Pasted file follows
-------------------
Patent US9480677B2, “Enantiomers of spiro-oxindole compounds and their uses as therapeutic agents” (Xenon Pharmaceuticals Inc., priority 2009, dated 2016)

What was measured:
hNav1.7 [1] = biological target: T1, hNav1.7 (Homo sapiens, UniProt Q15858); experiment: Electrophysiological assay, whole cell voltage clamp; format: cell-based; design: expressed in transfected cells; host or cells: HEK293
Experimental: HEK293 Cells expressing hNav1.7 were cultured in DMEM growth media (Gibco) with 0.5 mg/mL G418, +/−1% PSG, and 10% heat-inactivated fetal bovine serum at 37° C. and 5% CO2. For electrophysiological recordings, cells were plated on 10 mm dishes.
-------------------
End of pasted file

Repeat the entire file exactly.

Patent US9480677B2, “Enantiomers of spiro-oxindole compounds and their uses as therapeutic agents” (Xenon Pharmaceuticals Inc., priority 2009, dated 2016)

What was measured:
hNav1.7 [1] = biological target: T1, hNav1.7 (Homo sapiens, UniProt Q15858); experiment: Electrophysiological assay, whole cell voltage clamp; format: cell-based; design: expressed in transfected cells; host or cells: HEK293
Experimental: HEK293 Cells expressing hNav1.7 were cultured in DMEM growth media (Gibco) with 0.5 mg/mL G418, +/−1% PSG, and 10% heat-inactivated fetal bovine serum at 37° C. and 5% CO2. For electrophysiological recordings, cells were plated on 10 mm dishes.